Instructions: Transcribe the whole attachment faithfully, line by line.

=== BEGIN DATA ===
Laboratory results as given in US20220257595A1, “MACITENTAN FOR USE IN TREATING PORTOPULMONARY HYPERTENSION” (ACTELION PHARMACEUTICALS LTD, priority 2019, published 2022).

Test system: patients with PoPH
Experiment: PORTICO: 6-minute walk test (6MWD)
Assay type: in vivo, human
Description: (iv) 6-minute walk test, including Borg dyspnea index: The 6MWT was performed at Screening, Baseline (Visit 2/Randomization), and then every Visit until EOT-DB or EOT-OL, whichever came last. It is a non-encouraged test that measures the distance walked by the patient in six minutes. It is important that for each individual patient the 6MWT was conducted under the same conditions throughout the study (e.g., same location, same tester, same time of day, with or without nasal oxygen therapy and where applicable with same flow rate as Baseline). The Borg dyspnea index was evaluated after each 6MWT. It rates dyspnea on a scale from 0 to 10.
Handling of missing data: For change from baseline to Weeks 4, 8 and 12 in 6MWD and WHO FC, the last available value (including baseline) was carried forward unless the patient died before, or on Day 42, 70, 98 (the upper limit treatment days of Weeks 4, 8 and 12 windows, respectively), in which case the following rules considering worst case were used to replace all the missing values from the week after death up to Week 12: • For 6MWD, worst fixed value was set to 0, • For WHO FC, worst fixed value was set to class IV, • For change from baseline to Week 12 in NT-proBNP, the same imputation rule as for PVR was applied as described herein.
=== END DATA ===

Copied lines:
Laboratory results as given in US20220257595A1, “MACITENTAN FOR USE IN TREATING PORTOPULMONARY HYPERTENSION” (ACTELION PHARMACEUTICALS LTD, priority 2019, published 2022).

Test system: patients with PoPH
Experiment: PORTICO: 6-minute walk test (6MWD)
Assay type: in vivo, human
Description: (iv) 6-minute walk test, including Borg dyspnea index: The 6MWT was performed at Screening, Baseline (Visit 2/Randomization), and then every Visit until EOT-DB or EOT-OL, whichever came last. It is a non-encouraged test that measures the distance walked by the patient in six minutes. It is important that for each individual patient the 6MWT was conducted under the same conditions throughout the study (e.g., same location, same tester, same time of day, with or without nasal oxygen therapy and where applicable with same flow rate as Baseline). The Borg dyspnea index was evaluated after each 6MWT. It rates dyspnea on a scale from 0 to 10.
Handling of missing data: For change from baseline to Weeks 4, 8 and 12 in 6MWD and WHO FC, the last available value (including baseline) was carried forward unless the patient died before, or on Day 42, 70, 98 (the upper limit treatment days of Weeks 4, 8 and 12 windows, respectively), in which case the following rules considering worst case were used to replace all the missing values from the week after death up to Week 12: • For 6MWD, worst fixed value was set to 0, • For WHO FC, worst fixed value was set to class IV, • For change from baseline to Week 12 in NT-proBNP, the same imputation rule as for PVR was applied as described herein.